the only reason guns could ever be fired into a crowd is to witness
the silence a bullet promises. after each shot, time is always the first
to lose its shape. cyborgs tend to think faster than humans at the time
of death. an old woman asks what the protest is for. he points to her
son’s stiffened body by the roadside. she weeps. the tears seep into
my bedroom floor. so many stories have surfaced since the incident.
in one, there was never a cyborg in sight. in another, nobody
cared to ask whose face was being pressed against the asphalt.
there would come a time when i would stop believing in everything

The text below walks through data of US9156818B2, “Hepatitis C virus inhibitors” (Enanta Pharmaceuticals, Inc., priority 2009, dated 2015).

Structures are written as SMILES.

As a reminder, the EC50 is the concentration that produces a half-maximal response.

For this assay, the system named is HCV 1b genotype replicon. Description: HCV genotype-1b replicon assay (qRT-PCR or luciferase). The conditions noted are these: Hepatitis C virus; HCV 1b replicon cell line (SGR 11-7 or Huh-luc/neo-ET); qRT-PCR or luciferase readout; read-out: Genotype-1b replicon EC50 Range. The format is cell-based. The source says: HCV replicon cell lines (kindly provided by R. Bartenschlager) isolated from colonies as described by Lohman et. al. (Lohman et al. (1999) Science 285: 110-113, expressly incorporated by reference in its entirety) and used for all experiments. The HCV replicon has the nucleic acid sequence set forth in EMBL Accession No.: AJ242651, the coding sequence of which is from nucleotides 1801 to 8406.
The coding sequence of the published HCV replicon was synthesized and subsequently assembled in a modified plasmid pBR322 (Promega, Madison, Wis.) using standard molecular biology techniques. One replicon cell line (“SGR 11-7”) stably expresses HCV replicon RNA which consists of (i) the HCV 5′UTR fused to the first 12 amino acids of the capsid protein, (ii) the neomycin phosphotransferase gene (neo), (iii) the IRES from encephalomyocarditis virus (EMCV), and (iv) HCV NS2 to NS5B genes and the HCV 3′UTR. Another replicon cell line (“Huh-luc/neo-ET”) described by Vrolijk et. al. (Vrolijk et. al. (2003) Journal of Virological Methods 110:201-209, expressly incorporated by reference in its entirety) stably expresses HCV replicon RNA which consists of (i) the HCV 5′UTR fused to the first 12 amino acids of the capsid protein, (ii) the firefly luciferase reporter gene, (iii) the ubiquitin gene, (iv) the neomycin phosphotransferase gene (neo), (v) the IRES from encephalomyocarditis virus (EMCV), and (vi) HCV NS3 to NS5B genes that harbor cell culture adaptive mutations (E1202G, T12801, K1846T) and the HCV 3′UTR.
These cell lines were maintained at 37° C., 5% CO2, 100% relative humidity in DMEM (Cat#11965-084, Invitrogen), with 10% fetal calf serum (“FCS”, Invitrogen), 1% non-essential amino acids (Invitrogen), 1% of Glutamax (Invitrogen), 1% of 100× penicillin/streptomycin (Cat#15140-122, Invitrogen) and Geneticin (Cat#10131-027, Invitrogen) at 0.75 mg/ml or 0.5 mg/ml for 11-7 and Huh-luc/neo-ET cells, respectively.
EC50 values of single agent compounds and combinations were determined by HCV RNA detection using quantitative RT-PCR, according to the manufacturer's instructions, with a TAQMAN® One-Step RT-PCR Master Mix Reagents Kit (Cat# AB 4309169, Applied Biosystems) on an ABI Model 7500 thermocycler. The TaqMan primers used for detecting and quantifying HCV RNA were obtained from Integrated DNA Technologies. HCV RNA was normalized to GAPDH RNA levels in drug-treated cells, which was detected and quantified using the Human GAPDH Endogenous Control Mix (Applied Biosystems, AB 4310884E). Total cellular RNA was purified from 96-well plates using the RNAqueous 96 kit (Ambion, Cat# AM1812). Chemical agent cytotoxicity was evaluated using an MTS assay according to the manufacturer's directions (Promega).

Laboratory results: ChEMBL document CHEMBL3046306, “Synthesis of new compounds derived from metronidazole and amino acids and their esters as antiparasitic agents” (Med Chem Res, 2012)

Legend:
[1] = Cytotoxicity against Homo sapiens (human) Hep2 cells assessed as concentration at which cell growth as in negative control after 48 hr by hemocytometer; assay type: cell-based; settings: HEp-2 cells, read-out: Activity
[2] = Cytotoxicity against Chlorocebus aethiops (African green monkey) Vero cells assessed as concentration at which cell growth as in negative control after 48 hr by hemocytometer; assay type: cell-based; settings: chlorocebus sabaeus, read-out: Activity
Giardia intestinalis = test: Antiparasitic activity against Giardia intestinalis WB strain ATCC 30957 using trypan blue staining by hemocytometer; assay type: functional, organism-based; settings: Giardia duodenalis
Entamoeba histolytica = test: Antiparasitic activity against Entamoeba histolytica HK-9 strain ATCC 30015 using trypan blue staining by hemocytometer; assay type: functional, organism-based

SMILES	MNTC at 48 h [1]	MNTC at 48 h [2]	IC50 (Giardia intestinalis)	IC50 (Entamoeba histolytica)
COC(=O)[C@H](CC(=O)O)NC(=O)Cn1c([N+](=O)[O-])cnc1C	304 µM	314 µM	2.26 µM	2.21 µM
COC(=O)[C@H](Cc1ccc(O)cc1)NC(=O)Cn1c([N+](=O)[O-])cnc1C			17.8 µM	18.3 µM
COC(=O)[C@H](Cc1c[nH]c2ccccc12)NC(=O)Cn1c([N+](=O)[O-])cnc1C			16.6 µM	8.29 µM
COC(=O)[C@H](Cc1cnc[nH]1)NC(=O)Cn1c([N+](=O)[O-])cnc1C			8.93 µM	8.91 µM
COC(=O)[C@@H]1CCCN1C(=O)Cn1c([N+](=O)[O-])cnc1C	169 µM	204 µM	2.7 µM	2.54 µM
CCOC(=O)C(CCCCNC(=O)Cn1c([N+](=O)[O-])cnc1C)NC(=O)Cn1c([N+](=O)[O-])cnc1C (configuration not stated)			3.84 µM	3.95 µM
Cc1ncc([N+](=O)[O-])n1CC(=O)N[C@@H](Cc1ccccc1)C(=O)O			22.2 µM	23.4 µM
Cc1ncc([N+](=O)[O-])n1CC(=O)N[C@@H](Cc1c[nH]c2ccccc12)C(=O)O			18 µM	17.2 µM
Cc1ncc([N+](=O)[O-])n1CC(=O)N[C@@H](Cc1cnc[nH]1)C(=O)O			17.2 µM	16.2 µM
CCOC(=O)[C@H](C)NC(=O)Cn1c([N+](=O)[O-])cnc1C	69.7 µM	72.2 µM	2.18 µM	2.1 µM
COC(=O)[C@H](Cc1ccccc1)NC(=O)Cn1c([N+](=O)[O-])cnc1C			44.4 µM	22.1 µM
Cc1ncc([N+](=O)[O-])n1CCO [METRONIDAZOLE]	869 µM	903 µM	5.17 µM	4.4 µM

my body tells me. a time when i would stand in the path of a bullet
and wait for a cyborg to tell me if i’m still alive or not. a time when
i would look through the lens of a broken periscope and snatch
the rifles of policemen aiming at peaceful protesters. it appears
it is harder to mistake a flyswatter for a racket than it is to mistake
a hairbrush for a gun or crumbs of chocolate for weed. before a wall
built by bodies, the cyborg stands. fists the sky. the crowd chants
for freedom; for a day faithful enough to let love blossom; for a land
sprouting with springs of milk. in the video, the cyborg is seen seething
through scrums of bullets. there’s a version that ends where
the cyborg feeds death to its own end. the final round of the fight
against injustice. humans flood their homes with tears
in preparation for the joy that is coming.